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Cross ville Chronicle.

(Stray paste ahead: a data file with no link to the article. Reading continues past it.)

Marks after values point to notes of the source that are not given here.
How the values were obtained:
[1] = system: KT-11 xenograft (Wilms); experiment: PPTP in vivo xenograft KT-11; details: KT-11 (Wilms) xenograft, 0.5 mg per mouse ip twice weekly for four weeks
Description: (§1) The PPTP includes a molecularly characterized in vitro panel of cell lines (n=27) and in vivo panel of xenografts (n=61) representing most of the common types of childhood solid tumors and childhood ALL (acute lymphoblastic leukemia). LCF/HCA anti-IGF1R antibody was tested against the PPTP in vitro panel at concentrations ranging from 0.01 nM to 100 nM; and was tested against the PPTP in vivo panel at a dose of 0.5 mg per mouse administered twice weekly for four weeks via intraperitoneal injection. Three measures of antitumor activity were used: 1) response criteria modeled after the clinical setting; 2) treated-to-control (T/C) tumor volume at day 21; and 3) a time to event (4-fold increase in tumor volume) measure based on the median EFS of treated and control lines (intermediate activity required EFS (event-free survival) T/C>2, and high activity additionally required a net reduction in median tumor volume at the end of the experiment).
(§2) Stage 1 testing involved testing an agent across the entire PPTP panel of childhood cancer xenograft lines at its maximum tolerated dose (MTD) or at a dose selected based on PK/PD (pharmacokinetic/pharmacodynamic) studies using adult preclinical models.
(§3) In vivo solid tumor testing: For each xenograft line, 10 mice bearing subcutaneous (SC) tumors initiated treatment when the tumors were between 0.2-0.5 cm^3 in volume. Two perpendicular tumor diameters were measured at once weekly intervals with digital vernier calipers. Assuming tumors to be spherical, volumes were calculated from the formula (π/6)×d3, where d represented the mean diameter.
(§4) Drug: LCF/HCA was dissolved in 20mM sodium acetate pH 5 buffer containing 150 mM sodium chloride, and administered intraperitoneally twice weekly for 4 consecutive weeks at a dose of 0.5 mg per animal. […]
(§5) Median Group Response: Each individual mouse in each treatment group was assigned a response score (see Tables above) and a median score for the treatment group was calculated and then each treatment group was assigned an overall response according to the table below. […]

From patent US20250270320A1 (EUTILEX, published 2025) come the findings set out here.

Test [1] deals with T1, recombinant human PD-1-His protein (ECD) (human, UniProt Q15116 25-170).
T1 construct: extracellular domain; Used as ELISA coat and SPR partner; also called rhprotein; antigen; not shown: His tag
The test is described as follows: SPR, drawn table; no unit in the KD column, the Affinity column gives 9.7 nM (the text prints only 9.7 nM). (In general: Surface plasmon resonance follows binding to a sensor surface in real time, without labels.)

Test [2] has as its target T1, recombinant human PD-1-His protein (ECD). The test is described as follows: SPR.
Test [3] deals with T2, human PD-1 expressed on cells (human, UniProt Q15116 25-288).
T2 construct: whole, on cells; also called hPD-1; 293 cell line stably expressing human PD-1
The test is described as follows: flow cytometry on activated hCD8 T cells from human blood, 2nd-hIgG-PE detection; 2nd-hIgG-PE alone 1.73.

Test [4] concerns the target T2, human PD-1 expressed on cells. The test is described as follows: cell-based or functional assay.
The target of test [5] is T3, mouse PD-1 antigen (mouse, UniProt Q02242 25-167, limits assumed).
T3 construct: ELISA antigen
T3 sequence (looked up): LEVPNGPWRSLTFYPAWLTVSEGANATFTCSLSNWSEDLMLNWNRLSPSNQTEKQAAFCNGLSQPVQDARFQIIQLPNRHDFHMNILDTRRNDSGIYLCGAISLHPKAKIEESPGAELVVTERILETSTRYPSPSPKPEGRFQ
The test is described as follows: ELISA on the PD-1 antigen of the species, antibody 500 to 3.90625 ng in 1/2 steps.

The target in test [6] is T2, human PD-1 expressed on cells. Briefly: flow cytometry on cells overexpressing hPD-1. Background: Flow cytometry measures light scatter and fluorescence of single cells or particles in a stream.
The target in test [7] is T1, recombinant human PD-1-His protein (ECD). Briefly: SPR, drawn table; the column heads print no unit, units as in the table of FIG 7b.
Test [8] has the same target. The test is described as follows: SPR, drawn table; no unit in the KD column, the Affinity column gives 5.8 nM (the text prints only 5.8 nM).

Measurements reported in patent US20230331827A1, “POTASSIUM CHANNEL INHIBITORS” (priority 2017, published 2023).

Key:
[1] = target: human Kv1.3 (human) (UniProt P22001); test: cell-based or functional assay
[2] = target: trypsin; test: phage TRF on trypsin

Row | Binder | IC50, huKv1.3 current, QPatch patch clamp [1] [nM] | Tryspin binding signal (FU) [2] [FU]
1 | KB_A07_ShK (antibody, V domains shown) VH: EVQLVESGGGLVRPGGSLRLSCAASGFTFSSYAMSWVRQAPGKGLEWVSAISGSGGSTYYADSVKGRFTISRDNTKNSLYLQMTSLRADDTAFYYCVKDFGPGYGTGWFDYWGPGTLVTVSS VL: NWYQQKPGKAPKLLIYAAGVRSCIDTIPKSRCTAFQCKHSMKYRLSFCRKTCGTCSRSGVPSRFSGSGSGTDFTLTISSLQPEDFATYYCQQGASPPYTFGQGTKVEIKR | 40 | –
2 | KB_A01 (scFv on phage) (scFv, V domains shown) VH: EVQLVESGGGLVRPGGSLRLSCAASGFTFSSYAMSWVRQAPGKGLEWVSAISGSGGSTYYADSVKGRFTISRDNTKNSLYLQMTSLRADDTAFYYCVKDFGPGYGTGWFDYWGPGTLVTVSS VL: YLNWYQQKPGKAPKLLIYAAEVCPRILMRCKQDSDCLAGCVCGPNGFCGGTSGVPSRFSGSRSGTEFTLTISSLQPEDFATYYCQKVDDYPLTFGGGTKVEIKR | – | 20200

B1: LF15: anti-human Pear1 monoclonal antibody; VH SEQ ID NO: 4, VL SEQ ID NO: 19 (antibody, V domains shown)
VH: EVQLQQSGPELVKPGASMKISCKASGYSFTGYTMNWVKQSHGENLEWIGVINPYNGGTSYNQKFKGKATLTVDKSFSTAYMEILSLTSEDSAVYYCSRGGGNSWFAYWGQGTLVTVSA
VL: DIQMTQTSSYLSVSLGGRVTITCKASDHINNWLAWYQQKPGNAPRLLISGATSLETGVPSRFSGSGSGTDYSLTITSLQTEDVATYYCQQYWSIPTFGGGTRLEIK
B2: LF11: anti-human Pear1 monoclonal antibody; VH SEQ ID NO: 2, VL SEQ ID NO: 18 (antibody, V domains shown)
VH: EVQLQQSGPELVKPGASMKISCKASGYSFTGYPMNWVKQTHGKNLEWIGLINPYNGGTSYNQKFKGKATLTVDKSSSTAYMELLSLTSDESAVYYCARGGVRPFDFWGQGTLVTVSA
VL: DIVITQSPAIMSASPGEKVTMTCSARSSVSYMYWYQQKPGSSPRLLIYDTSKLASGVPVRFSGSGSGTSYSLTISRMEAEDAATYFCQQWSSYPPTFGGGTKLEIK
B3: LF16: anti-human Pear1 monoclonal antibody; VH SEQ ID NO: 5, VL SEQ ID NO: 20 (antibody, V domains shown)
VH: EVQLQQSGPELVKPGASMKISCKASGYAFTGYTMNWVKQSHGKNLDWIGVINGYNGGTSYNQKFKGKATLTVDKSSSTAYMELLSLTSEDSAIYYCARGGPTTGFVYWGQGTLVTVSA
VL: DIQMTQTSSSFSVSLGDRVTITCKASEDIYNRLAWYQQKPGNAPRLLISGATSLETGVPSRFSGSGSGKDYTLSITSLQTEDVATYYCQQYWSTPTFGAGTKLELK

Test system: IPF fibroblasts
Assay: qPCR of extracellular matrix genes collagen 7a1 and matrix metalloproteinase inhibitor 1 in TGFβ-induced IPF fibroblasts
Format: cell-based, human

TMB TENNESSEE Tl MBS 1 ( CONSOLIDATED rSVILLE OHRONIOLI f 1S96 Jc XXIX. CROSS VILLE, TENNESSEE, WEDNtSDAY. MAY 19. 1915. NO. 20 SINKING OF LUSITAHIA. Somfi Facts Connected With It That Are Receiving Consideration bv Cool Heads. lhe sinking of the Titanic on her I maiden voyage was the greatest ocean disaster of modern times. Next to that comes the loss of life in the recent sinking of the Lusitania. There is much excitement over the loss ot the Lusitania and if it should develop that this country is drawn into War as a result then the Lusitania loss wi 1 prove the "O t appalling in the history of ocean travel, but no person of cool and reasonable mind expects such a thing There is no need for such a dire result. It it does come it will be trie fault of the United States and noi of Germany. LOOK AT THE FACTS Some B.onths ago England openly declared to the world that she would do all in her power to starve the mil lions of women and children of Ger many and is still doing all possible to that end. Germany replied that unless England would permit food for non combatants of Germany to reach the German nation, Geimany would make an effort to blockade the waters around the British Isles. England did nat yield And Germany began the blockade by sinking all vessels belonging to Eng land and her allies that she could in the waters around the British Isle?. England controls the seas so far as warships go in that she can take all vessels into port and, alter landing the crews and passengers, confiscate the shipa and cargoes. Eveiy one un derstands that a submarine can not do that and is forced to sink the ships where found, which the Germans have been doing. England has been charg ing them with violatingv the rules of war and humanity. Trying to starve millions of defenseless women and children is simply war, but for Ger mans to sink ships is piracy and murder. The German government caused ad vertisements to appear in the New York papers warning the world that persons who look passage with Knglish ships or tl.e ships of her allies were do ing so at the risk of their lives, when such vessels entered the proscribed war zone around the Britsh Isles. The people gave no need and as a result when the Lusitania was sunk a few days ago more than one hundred Amer icans were drowned. Those in sympa thy with England and her allies charge that the drowning of a few people in the sinking of a ship that was carrying contraband of war is piracy and niur Hpt hut when England does ail in her power to starve women and chi warfare. While it is proper for ch President to protest to Germany over the loss of American lives, we have not in fact any standing in "court" for the people who lost their lives took passage on the Lusitania of their own lree n ill and with full knowledge of the danger. Germany will very likely continue just as she began so long as England persists in trying to starve German women and children. The English have decided t intern all Germans of military age who are in England. All Germans are being dis charged from the positoins they hold, the people retuse to sell them any thing or have any business transactins m i.th them. If that means anything it means that the English are trying to starve all Germans now in England. Hundreds of German shops have been attacked and more or less di.maged, not because of anything they have done, but because they are Germans. It is to the credit of the English courts hat they are punishing the rioters, out that does not change the attitude of the English people towards innocent people. The Germans in Eng land had no more to do with the sink ing of the Lusitania than the Germans in the United States, yet they are be ing made victims of the wrath of the English. No one has heard of any such tions in Germany in spite that England is trying whole German people war. OLD RESIDENT LETTER, Has Lived In County 83 Years and Re members the Rawhide Sieve HIGHWAY ACT IS NOW LAW AND IS FOR German is legal Isoline, Tenn., Mayl 7, 1915, Editor Chronicle : I will write you a few facts concerning my past life, as 1 am numbered among the old men. My parents emigrated from North Carolina to Tennessee and settled on Obed river at the place now known as Adams Ford. 1 was born in 1832. People had a very hard time to live here at that time. There were very few inhabitants here then; people who lived eight or ten miles away were cal led near neighbors. There weren't any mills inthe coun try to grind grain and no railroads or wagon roads to bring it from other places. The only way we had to get bread was to holl-w out 'the end of a block of wood and beat our corn into meal with a mall. There were no sieves in this country and the people separated the meal from the bran by stretching a raw hide over a hoop and punching holes in it, and sifting it through the hide. We raised our own corn and wheat. Later or people got to making what we called a hand mill; made in the same shape as a grist mill. We fed the mill by hand. That was the way we got our bread for many years. People raised a few cattle, sheep and hogs. There fell a snow in March, 1843. There was not much raised the summer before for people or stock to eat. This snow was twenty-two inches deep and lay on the wround until some time in April. Sttc't nearly all died and people had a hard time to get another start 1 w - eleven years o'd in April after this m ow tell in March. At about the age i fourteen 1 took ereat interest ir h ii ting and killing wild game, which v .is very plentiful. I would work in the spring and sum mer and hunt in fail and winter on up to 1855, when 1 ws married to Mary E. Wyatt, daughter of James Wyatt There were born to this union nine children, live boys and four glirs, all of whom are living at this time and all living a short distance trom me. Alter 1 was married hunting was still the order uf the day in fall and winter. The war came on in lsbl, but 1 was neutral. 1 took no hand in the war I stayed at home and tended to my rwn affairs and was not nothcred by any body. But the war caused harder times than people had ever seen here before or since and 1 hope we will never have another. After the war was over I served one tertr as justice of the peace in the county court. My wife and lived a quiet and peaceable life, She was cal led away in l!l()4, at the age of sixty nine years. I have forty-six grand children and twenty seven great-grand children. 1 could not tell how many people there are in Cumberland county that are related to the Adams family, un less I was taking the census. 1 am now living with my youngest son, within one and one-halt miles oi the place where I was born. 1 have always lived within the. hounds of Cumberland county. 1 a t. now eighty- three years of age. I Bs never in but seven counties beside Cumberland. 1 have never had a case in court. I have seen many changes for the better along all lines of progress and people are having an e;isier time and more conveniences than they had fitty years ago. 1 am not a subscriber to the Chron icle, but some of my neigbhors are and they loan it to me. 1 like it very much. With best wishes to "the Chronicle and the people of the county. W. J. Adams. $200,000 Carries $125, for Dixie Highway, Mem-phis-to-Bristol Gets $20,000 and Remaining $55,000 Goes to Otier County Roads. OUTLOOK FOR SHORT ROUTE VERY PROMISING Tennessee Section Thoroughly Organ ized and Eastern Kentucky and Cincinnati Said to Be In the Same Condition. dutie. Senator Wilson designated J. W. Dorton, C. G Biack and J. A. Kemmer as the conimissioners. 'J hey are given very broad powers in making rules governing the work, condemning property, paying lor such property and locating the road over such property as the best interests of the road may demand. They are empowered to em ploy engineers, who will prepare esti ' mates for the work and the commis sioners are not allowed to run more than the estimates for the work, but may reject any or all bids and re-ad vertise for other bids. All work is to be inspected and paid for with vouchers drawn by the commssioners but 20 per cent of the amount ot the contracts is to be held back until the work is completed and accepted. They may employ an attorney and his salary and all other expenses are to come ou ol the bond fund, lh1 commissioners are empowered to determine the width of road and fix grade. They are em powered to accept aid from any associ ation, the state or tedeial government They are empowered to buy tools and do the work by the day, if condi tions make it advisable. FIFTH DISTRICT ABOLISHED condi- of the fact to starve the in tne name ox WEATHEk REPORT. For the Ohio Valley and Tennessee: Showers and continued cool the first half of the week, followed by generally fair and warmer weather the second half. The btU introduced by Senator T. E. Wilson to abolish the Fifth district of this county has passed both houses anrl been signed by the governor. That act puts Esquires A. M. Davis and G. W. Houston out of office and the people of their respective sections are forced to travel several miles further to handle their legal differences and these neighborhoods have been de prived of needed peace officers. It is simply anotner act ot spite on the part of Senator Wilson. The people of those neighborhoods will be very liable to "remember the Maine," when election time comes around again. From that viewpoint publican politicians over the will be glad. SHERIFF RESIGNS. the re-county Sheriff Toney has tendered his re signation to Judge G. P. Burnett to take effect June 5. Lack of remunera tion in the office and other reasons are cause, Sheriff Toney may explain to the people through these columns later. Judge E. G. Tollett returned from Nashville tne Saturday and had with him a certified copy ot the enahling act relative to voting bonds to build the Dixie highway through this county. As is the custom with local acts, this one will be authorized for publication in the Chronicle by the Secretary of State and will appear in full, but we herewith give in brief the most important features of the act. $200,000 AUTHORIZED the act authorizes the sale of $200,000 in live per cent bonds for the building of roads through the county. Of that amount $125 ,000 is for the Dixie nighway, hut the act does not menton specifically the Dixie highway It reads: a road running northerly and southerly through said couny. ' $20,000 FOR M.-TO-B. HIGHWAY Twenty thousand dollars is set aside for completing tne Memphis-to-Bristol highway and the remaining $55,000 is to "be used in locating and grading other roads leading from and intersect ing the two roads above specified." The two roads meant are the Dixie highway and the Memphis-to-Bristol highway. The ar.t provides that all the bunds shall be sold at one time and that the commissioners shall have full power to locate all the roads, but it is under stood that "locating" in the sense useii does not mean that the commis sioners shall have the power to des ignate between what points the roads shall be built, but that after the County court has designated the points between which the several roads shall be built the commission shall have the power to locate specifically the routes traversed by the several roads be 'ween the points- designated. FORTY YEAR BONUS The bonds are to be signed by the County Court Clerk, are to be num bered beginning with one, shall be in amounts of $500 each or multiples of that amount and shall have the official seal of the county affixed. The intei est is to be paid semi-annually through coupons. The bonds are to mature in forty years from date of issue, but may be redeemed by the county at par after twenty years, at the option of the county. CREATE SINKING FUND A tax is to be levied sufficient to pay he interest and create a sinking fund sufficient to redeem the bonds at ma turity. The trustee will collect the taxes for the bonds the same as other i taxes, but is to receive only half the I amount now allowed bv law on other moneys for his trouble. The trustee is to pay the coupons and receive credit for same from the county the same as for cash. The trustee will be required to give additional securitv to cover the moneys handled as the result of the issue of said bonds. The money for which the bonds are sold will remain in the hands of the commissioners. HIGHWAY COMMISSIONERS The act provides for a board of Highway Cominsisioners consisting- of MAY REMOVE COMMISSIONERS Under cert in conditions the county court may, by a two-thirds vote, re move any commissioner and the va cancy filled by the court. No member of the county court can serve as com missioner aiid none .if the commission ers is allowed, under penalty of u fine of $1,000 and imprisonment in the county workhouse for not less than six months, in any way to becomes in terested in any of the contracts through a member of his family. BONDS MUST BRING PAR The bonds are to be sold by the com niissioners, but may not be sold for less than par. The feeling is that such long -term bonds at five per cent will bring a handsome premium. Con tractors are t5 be paid every fifteen days. MUST MAKE BOND The commissioners are required to give bond through some guarantee company, said guarantee io be paid to the state for the benefit of tne county, in the event of forfeiture. Each com missioner is required to make oath that he will discharge the duties tothe best of his ability and not in any way be come interested in any or tne con tracts. ibe bill was approved May 15 and signed by the governor on that date. Every indication now nnints to the Dixie Highway being routed through Crossville. When representatives from the five counties ; Sequatchie, Bledsoe, Cumberland and Pickett, meet in Chat tanooga today they will hold a confer ence and a capable man will be select ed to appear before the commissioners and the Short Route will be presented in every detail with all possible force and as completely as time will permit. Every county in ''ennessee has had an enabling act passed whereby it can vote sufficient bonds to insure the com pletion of the road. That every county is keenly alive to the importance of the road and is willing to build its part goes without raying. The most im portant factor in favor of the Short Route is that it is over 100 miles short er than the Nashville route, which is our strongest competitor. IN KENTUCKY Thirteen counties in Eastern Ken tucky through which the line will pass, are thoroughly organized and will be there to use all possible influence to carry it to Cincinnati. It cannot go through Eastern Kentucky and to Cin cinnati without coming by the Short Route. There has been some effort made to arouse sentiment for the road to go via Knoxville, but no one expects it to go any such a round-about way as that. CINCINNATI COMING Cincinnati will be there with a spe cial train carrying 200 people and they will spare no effort to carry it to that city. That again means that it must come through Crossville. STRAIGHT SHOOT PROBABLE The most probable route for the road to go is via Crossville and direct to Louisville as that will be the shortest possible way it can go. That would mean that Eastern Kentucky ar.d Cin cinnati would build south and tup the highway at Albany, K Mucky. Tnat would mean two good lines of road through the state. If the roau goes direct to Louisville it is very prouablo tnat the road from Nashville to Louis ville would be built also, which would give three lines of ruud through Ken tucky: One would serve Western Ken tucky, one the iniddie and the otner the eastern section. JAMES HOLDS TRUMP CARD Nashville has practically given up all hope ol securing t:ie road. the feeling is strong with many that C. E. James holds the tru.i.p card in 'the charter. While he, as pieiuentot the Dixie Highway Association in this state, has agreed to turn over the char ter, there is a general feei ng that siich a course will not be followed until the location of the line is assured over the route most desired by him and Chatta nooga, that is unquestionably the Snort Route. Several persons feel that ever since the Louisville meeting the Short Route has tieen practically sure ot the road, tut such a statement could noi be publicly made as it would put the loca tors in a bud attitude before the com peting sections. SHORT LINE WILL RE BUTE 1 Several times the Chronicle has iade the statement that the Sh rt Route would be bui t regardless of tne nCHtion of the official route. The as surance nat will be the outcome, in the possible ev?nt it is n t routed this way, was never so strong as at this le. All the counties in this state are si uated that the funds for building can surely be secured and the feeling is almost universal that once this line s built it will get the travel regard- lets of the location of the official route. In view of all conditions it is hard to see how the Short Route can fail to secure the covetet prize, the question s liable not to be settled on one day or in two, but that does not militate against the Short Route. BOND ISSUE. Quarterly court met in special ses sion today and voted the $2UO,uuo in bonds conditionally on the official route being located via Crossville. RUNAWAY MARRIAGE Results In Attempted Assault Upon Rev. C. V. Bellamy, Monday forenoon Rev. C. V. Bellamy married Miss Laura Dayton and Frank Campbell. The young couple made an Ifort to get married Sunday and were vertaken by her father, Fielding Day ton, and the marriage was prevented. Monday Mr. Campbell and Leo Day ton, brother of the girl, went to thi home of Rev. Bellamy and arranged for him to marry them. At the time Rev. Bellamy askfd the men if it was a runaway match and if the parents objected. fhey replied that it was not a runaway match and that if there were any objections they did not know of it. When the bride and grjom came a little later to have Rev. Bellamy per form the ceremony he put the same questions and received the samw an swers. Rev. Bellamy further asked the age of the girl and they stated that she was 18 years of age. He then per formed the ceremony, but not until he had two witnesses present. It seems the girl will be 18 in September. Monday afternoon the father of the girl, Fielding Dayton, met Rev. Bel lamy on tne street and used. abusive language to him and finally attempted to strike the minister with a stick. Rev. Bellamy ran to avoid trouble and Marshal Hill Lowery appeared on the scene while Dayton was attempting to strike the minister and placed Dayton under arrest. Recorder O. B. Rector fined Dayton $5.00 and costs. Fielding Dayton is quiet and indus trious man and while he was deeply in censed at his daughter getting married it is probable he would not have at tempted violence had he not been un der the influence of liquor. At least that appeared to be his condition. Rev. Bellamy stated that he knew nothng of the attempted runaway Sun day and stated that he would not have performed the ceremony had he known of the escapade Sunday or that there was any objection to the marriage. The bride and groom went to Creston on the noon train They will probably make their home here. ; N. " : t ' ' . '. - - ' , . , " ' p,:-. -. . ' - - '' '. ' -